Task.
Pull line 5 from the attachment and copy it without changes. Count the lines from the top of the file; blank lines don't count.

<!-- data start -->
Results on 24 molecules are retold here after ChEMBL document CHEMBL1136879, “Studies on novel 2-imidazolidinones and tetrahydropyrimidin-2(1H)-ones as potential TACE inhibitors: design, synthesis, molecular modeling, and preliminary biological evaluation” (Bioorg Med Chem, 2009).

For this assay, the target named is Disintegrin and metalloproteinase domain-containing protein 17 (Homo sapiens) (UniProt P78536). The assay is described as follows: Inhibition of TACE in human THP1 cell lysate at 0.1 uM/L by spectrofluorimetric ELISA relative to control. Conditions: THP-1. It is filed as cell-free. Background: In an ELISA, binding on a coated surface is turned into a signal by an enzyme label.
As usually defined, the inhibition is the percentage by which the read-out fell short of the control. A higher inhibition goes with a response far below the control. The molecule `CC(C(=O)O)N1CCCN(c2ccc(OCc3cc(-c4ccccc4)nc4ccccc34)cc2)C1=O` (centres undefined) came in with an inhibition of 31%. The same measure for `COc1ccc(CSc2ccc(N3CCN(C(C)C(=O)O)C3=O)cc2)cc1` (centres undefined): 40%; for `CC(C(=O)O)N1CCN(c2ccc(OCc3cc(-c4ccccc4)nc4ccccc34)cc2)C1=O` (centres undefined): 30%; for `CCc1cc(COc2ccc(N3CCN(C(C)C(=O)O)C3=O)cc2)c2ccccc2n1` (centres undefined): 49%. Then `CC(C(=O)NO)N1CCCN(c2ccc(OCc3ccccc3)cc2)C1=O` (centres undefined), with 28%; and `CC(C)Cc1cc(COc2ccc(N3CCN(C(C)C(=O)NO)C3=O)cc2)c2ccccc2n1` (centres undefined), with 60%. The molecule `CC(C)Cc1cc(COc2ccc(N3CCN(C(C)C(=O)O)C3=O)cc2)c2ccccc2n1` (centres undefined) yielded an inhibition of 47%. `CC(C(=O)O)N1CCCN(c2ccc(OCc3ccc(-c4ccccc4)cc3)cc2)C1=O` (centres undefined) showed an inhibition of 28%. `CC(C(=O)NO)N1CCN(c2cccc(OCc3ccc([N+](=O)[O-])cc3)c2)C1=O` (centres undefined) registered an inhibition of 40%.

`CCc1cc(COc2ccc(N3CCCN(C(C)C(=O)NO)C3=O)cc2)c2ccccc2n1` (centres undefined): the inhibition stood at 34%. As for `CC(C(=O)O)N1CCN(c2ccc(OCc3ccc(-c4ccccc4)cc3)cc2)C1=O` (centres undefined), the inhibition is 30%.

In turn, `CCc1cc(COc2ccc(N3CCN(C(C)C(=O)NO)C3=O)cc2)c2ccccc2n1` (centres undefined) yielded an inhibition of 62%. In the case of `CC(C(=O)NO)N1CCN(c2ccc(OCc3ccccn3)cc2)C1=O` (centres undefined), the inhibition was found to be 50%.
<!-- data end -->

In turn, `CCc1cc(COc2ccc(N3CCN(C(C)C(=O)NO)C3=O)cc2)c2ccccc2n1` (centres undefined) yielded an inhibition of 62%. In the case of `CC(C(=O)NO)N1CCN(c2ccc(OCc3ccccn3)cc2)C1=O` (centres undefined), the inhibition was found to be 50%.